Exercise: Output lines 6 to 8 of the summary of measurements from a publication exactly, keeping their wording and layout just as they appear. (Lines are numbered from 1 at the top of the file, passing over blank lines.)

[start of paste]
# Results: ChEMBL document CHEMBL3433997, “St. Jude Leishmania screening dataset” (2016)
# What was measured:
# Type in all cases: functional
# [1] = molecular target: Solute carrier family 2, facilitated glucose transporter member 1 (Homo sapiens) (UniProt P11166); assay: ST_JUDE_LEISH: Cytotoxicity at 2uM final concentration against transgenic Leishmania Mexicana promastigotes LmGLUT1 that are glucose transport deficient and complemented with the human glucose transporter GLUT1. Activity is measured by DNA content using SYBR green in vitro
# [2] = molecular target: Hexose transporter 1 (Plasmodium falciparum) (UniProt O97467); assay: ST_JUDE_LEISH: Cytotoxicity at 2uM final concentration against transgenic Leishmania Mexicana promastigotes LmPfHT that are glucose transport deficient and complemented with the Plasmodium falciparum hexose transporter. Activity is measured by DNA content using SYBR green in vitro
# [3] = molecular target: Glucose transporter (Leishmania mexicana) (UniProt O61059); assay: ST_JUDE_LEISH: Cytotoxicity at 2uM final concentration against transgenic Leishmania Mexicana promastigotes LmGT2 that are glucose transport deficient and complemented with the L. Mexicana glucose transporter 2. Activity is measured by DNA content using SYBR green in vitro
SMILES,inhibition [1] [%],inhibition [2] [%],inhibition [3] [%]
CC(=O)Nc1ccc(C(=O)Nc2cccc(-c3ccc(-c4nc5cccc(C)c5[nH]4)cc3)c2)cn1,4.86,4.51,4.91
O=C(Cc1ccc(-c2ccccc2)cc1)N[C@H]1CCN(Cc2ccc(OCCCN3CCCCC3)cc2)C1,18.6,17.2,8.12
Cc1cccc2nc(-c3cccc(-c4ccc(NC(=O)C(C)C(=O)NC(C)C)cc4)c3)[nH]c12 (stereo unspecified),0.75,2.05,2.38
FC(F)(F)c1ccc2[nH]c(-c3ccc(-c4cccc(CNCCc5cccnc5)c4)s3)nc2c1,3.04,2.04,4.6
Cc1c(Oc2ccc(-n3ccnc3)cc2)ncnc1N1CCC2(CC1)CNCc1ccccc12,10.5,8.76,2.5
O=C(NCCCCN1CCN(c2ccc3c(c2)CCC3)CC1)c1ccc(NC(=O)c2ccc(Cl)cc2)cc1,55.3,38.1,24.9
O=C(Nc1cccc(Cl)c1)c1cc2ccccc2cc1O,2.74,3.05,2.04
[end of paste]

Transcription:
# [3] = molecular target: Glucose transporter (Leishmania mexicana) (UniProt O61059); assay: ST_JUDE_LEISH: Cytotoxicity at 2uM final concentration against transgenic Leishmania Mexicana promastigotes LmGT2 that are glucose transport deficient and complemented with the L. Mexicana glucose transporter 2. Activity is measured by DNA content using SYBR green in vitro
SMILES,inhibition [1] [%],inhibition [2] [%],inhibition [3] [%]
CC(=O)Nc1ccc(C(=O)Nc2cccc(-c3ccc(-c4nc5cccc(C)c5[nH]4)cc3)c2)cn1,4.86,4.51,4.91